I didn’t get any pics of lowering Gunner down because it was a two-person job. I’ll try for some next time so you all can see how we get this big guy around. Thanks to our AWESOME ‘Help’EmUp‘ harnesses, we were able to get a 75 lb dog off the boat into the dinghy relatively easily! Peter grabbed the forward handle and I held the rear hip lift handle and we lowered him down. Gunner had one thing on his mind… Get To Shore!! He gets really excited to go anywhere so this was totally fun for him. They both did really well once they were inside. We have an aluminum floor so we didn’t worry too much about their nails.


The current was moving with us and we got to shore pretty quick. The dogs got to stretch their legs and we checked out a few of the trails.

We wen’t back to the boat right away and started on dinner. BBQ pork loin and Caribbean rice was on the menu. Our LED cockpit lights were on and the evening was just perfect as we enjoyed our first meal at anchor. Next was time for showers. Since our generator isn’t quite fixed yet, we ran the main engine to be able to use the hot water heater. Hot water showers at anchor? Yes Please!! It was sooo refreshing. We snuggled up and enjoyed being rocked to sleep as the small waves lapped up against the hull.

All was quiet until 4am. Gunner has been recovering from a bladder infection and in the wee hours of the morning he HAD to go potty. The way he was whining and talking to us let me know that he really had to go.  Peter was sound asleep, but I got Gunner up into the cockpit and took him back to the aft deck where our chunk of Astroturf lay waiting for the first potty away from the dock. It didn’t take long and Gunner copped a squat. HOORAY!!!! This was such a relief to know he’ll actually go if he needs to.

The dogs have been in training for a few weeks now. We would sneak the fake grass underneath them as they peed to get a little scent on it. If we held them in place long enough they would go as long as it sat over top of the real grass on shore. Betsy finally got the hang of it and she doesn’t have any trouble going on the boat if we tell her to.

Gunner must have been nervous because he had to go again at 6am and 8am. He was whining all night long and would NOT go to sleep. When 6am rolled around I decided to just stay in the cockpit with him incase he was trying to hold back a #2. It was cold, breezy and very dewy. Even though I didn’t get more than a couple of hours of sleep I did my best to enjoy the stillness of the bay around us. The sun began to come up and the gratitude slowly grew. A sliver of serenity? Youbetcha!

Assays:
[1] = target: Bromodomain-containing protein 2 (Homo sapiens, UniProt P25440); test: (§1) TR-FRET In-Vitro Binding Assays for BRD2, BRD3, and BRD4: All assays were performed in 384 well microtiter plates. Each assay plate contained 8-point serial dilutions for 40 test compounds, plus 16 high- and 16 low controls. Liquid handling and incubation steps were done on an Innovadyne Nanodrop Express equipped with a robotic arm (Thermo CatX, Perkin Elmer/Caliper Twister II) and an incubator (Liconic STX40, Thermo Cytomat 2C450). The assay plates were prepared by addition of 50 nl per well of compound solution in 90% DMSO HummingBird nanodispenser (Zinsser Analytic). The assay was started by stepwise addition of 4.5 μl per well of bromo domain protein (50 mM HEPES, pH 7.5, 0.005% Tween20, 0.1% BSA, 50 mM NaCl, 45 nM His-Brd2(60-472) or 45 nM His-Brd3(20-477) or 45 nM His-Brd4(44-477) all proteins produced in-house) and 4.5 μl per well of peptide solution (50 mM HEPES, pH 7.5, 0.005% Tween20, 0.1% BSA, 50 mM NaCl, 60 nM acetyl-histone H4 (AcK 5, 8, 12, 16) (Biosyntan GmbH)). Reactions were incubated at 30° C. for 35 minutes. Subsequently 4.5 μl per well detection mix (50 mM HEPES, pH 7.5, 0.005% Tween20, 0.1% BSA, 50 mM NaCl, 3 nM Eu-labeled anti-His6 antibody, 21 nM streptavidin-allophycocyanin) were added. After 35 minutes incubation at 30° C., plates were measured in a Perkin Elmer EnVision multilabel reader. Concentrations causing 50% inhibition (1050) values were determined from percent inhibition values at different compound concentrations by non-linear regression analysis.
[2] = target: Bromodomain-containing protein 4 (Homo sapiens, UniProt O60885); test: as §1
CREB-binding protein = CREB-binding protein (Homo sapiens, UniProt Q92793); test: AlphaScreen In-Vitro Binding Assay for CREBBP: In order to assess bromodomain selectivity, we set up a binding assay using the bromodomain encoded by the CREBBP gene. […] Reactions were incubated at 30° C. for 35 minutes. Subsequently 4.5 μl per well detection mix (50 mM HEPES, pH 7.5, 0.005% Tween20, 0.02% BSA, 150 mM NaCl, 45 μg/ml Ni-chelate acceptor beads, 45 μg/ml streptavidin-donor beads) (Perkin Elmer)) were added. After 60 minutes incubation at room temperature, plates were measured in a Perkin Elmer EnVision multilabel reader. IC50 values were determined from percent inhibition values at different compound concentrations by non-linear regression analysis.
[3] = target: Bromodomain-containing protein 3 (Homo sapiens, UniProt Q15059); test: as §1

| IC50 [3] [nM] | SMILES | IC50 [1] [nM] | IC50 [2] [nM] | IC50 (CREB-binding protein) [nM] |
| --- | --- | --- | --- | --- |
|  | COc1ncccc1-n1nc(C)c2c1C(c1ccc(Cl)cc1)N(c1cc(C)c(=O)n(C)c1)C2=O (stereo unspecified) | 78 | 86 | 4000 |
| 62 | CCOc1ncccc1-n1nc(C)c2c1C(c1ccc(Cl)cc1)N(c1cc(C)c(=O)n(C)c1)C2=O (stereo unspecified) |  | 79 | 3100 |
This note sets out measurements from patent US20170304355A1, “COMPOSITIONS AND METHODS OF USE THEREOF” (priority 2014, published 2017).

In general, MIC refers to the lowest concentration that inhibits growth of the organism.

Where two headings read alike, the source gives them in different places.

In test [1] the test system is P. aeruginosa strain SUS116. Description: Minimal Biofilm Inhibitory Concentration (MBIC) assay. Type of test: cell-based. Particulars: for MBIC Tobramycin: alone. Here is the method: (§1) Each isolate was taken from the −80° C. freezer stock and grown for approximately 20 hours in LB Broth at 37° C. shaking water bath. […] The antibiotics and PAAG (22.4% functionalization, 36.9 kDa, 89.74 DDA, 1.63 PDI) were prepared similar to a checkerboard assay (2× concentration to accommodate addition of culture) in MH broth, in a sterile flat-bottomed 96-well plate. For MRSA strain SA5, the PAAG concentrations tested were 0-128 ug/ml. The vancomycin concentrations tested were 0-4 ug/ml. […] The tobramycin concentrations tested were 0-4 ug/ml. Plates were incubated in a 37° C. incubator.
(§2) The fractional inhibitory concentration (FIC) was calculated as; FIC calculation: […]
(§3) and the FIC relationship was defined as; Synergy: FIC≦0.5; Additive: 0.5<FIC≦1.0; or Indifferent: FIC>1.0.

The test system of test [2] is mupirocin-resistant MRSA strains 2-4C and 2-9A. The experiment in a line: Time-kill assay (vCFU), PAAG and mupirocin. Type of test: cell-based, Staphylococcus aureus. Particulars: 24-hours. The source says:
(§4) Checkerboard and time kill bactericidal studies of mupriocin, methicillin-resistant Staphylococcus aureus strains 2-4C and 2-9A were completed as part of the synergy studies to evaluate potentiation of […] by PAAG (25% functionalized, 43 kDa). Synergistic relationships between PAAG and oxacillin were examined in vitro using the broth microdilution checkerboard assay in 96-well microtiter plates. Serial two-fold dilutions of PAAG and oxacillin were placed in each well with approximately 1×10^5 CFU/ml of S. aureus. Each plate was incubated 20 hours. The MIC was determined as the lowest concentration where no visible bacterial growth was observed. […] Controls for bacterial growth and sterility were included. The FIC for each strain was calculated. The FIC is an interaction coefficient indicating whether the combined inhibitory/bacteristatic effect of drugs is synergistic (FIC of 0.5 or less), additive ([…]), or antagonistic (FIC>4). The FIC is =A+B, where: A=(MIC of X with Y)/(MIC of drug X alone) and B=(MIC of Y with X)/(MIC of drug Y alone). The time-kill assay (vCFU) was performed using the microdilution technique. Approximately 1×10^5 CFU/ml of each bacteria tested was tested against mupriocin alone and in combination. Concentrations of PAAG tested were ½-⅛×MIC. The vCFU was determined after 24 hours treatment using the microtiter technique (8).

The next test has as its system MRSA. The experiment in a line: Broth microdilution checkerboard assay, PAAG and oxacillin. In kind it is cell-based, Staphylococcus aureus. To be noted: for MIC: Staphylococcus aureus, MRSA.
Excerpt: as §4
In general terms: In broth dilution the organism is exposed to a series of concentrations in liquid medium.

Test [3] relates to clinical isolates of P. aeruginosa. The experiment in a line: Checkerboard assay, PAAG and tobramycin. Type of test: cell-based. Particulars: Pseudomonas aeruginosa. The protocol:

We had anchored in the deep hole in the center of Pelican Bay. When the sun came up I heard splashing all around and realized the dolphins were herding fish and feeding. They kept popping up in different places as they went around in circles swimming by all the boats.


In the morning we went to shore again and walked across the island to the gulf.


There were shells EVERYWHERE! The tiny pieces littered the white sand beaches as far as I could see.



There were a few horseshoe crab shells along the shore as well. Check out Jan’s post if you want to learn a little more about these strange-looking creatures of the sea :)



When it was time to row back to Mary Christine the wind was NOT our friend. It was blowing 15-20 knots and we had to row up wind. There were a few times we got a little scared we would be swept out to the gulf. We were barely making any progress and I all could do was cheer Peter on. He powered through it getting us and the 12′ dinghy back safely. Scary.

We wanted to get back to the marina before sunset so we pulled up the anchor and followed our tracks back out to the harbor. It was a little tricky keeping the boat into the wind again while Peter pulled up the anchor but we managed.


We sailed back and the puppies were happy to be going somewhere again.



We ended this awesome adventure by catching our very first fish while underway!! Spanish Mackerel… mmm!


Back at the marina we docked for the first time alone, and of course it went way easier than I expected :) We had a lot of firsts and a lot of fun!

Until next time!!